Particular care is also taken to thoroughly examine the remainder of the intraarticular structures in the anterior aspect of the shoulder (Figure 19). Eventually anterior glenoplasty or coracoplasty, in order to allow proper gliding of the superior border of the tendon, is performed.[39] File:Sensitive-content.pnged and the upper subscapularis contour returns to near normal. Reproduce from Brady et al., with permission.

Postoperative Management

The inferior subscapularis, depending of the movements or exercises proposed after the surgery, is elongated up to 122%.[40]

If repaired, this muscle must consequently be protected during rehabilitation. Postoperatively the patient is placed in a sling for four to six weeks, depending of the type of lesion. In the case of type-I to type-II, external rotation is allowed to 30 degrees during this period. If the tear was a type-III or a type-IV, external rotation past neutral and internal rotation hand in the back are forbidden for six weeks.


Since the first description in 2002, several authors have reported the results of arthroscopic repair of subscapularis tendon tears.[7][41][42][43]

These studies have all demonstrated good results at short- to intermediate-term follow-up. Lafosse and colleagues reported the functional outcome and integrity of repair of 17 arthroscopically repaired isolated subscapularis tears.8 At an average 29 month follow-up UCLA scores had improved from 16 to 32 and relative Constant scores improved from 58 to 96. Healing was assessed with computed tomography arthrography and showed complete healing in 15 patients and partial re-rupture in two patients. Denard et al. published a long-term follow-up after arthroscopic subscapularis repair. Seventy-nine patients with an average age of 60.8 years at the time of surgery were available for follow-up at a mean of 104.7 months. Compared to preoperative values, UCLA mean scores improved from 16.5 to 30.1 and mean ASES scores improved from 40.8 to 88.5 (p < .001). Results were rated as good or excellent in 83.3% of cases, 92.4% of patients returned to normal activities, and 92.4% of patients were satisfied. Improvement in functional outcome following arthroscopic repair of a subscapularis tendon tear is maintained long-term.[44]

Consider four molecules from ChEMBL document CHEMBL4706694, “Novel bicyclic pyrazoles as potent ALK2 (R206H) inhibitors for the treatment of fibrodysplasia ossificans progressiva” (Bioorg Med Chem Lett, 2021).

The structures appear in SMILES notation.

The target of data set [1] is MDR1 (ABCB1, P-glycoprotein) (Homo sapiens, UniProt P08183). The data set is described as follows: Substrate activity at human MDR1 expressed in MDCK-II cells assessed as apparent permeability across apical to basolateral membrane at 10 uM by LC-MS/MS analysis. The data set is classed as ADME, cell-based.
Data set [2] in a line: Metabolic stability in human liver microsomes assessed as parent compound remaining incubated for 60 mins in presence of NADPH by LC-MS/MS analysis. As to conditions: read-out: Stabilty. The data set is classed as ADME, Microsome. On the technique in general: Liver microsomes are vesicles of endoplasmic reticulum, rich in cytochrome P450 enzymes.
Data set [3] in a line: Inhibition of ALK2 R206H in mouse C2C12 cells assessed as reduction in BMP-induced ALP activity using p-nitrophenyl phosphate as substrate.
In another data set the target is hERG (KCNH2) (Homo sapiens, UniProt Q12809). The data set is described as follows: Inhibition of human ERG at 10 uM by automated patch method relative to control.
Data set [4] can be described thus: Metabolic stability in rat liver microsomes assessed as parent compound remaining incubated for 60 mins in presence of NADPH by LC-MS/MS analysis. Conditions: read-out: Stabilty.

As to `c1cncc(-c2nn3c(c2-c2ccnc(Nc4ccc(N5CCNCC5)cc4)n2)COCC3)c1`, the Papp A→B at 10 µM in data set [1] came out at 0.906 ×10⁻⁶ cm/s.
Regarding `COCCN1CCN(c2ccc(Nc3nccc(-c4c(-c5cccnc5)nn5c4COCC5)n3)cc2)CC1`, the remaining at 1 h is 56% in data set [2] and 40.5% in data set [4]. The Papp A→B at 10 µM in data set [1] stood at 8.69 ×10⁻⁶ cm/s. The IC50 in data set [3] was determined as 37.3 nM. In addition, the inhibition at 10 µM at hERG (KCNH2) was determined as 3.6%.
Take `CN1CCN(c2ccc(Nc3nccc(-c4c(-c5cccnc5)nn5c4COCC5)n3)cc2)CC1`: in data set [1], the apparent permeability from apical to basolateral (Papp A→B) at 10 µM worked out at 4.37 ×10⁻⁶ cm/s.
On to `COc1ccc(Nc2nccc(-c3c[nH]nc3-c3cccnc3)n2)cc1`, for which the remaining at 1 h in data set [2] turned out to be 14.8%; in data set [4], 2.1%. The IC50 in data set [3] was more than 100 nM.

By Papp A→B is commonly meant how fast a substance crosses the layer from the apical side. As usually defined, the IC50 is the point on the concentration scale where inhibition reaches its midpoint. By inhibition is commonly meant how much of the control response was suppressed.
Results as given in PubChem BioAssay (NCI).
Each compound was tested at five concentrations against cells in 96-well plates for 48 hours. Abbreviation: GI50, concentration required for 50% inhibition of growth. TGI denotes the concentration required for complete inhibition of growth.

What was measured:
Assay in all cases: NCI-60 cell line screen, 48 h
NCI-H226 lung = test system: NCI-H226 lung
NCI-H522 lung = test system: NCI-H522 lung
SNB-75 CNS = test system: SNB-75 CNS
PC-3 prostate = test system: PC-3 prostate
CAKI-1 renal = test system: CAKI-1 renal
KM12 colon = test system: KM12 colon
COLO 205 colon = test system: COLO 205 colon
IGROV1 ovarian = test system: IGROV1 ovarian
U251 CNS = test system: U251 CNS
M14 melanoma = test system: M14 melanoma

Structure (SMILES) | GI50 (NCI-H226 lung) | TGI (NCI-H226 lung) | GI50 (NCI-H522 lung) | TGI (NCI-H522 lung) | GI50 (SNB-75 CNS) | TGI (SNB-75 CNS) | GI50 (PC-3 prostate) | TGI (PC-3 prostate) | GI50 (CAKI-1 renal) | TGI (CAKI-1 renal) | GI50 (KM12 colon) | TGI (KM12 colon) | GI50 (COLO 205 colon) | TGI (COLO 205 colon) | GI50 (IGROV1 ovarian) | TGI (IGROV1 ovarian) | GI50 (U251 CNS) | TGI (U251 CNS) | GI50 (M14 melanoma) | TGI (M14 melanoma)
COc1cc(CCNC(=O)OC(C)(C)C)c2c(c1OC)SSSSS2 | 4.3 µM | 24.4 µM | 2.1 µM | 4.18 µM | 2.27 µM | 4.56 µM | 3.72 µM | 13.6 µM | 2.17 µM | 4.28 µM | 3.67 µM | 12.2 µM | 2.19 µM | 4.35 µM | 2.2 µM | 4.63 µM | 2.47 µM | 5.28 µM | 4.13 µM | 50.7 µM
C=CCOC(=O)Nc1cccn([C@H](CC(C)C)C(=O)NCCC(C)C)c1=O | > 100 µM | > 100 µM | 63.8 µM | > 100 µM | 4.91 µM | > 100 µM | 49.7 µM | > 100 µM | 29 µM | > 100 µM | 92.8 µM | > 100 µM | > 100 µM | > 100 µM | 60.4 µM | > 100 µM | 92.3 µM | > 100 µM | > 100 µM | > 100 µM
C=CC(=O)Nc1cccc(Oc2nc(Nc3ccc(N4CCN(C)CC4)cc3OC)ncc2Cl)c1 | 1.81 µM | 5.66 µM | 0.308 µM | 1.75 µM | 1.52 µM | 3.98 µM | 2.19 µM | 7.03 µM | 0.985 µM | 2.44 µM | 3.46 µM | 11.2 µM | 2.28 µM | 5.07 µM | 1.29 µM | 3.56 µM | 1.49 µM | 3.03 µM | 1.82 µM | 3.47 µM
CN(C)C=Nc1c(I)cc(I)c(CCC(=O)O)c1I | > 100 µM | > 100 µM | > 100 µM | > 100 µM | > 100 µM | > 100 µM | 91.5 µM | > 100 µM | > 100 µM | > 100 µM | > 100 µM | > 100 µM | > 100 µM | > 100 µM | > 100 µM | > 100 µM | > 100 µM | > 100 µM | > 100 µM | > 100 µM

The complication rate after shoulder arthroscopy is very low. Theoretically there is risk of damage to neurovascular structures when performing work around the coracoid. These structures are all greater than 2.5 cm from the coracoid tip. Therefore, maintaining visualization of the coracoid ensures safety of the procedure.[45]

Subscapularis Dysfunction After Shoulder Arthroplasty

Please refer to Glenohumeral Arthritis/Anatomic Shoulder Arthroplasty

Irreparable Subscapularis Tear

Pectoralis major transfer

Currently, the most commonly used transfer for irreparable A, B and C type massive rotator cuff tears is the pectoralis major transfer. The direction of pull of the pectoralis major tendon can help restore internal rotation and the transverse force couple in the setting of subscapularis deficiency without static anterosuperior migration of the humeral head. Pain can be improved, but functional restoration is often disappointing.[46]


Pectoralis minor transfer

Pectoralis minor tendon transfer has also been described, but does not improve strength and cannot be recommended.

Anterior latissimus dorsi transfer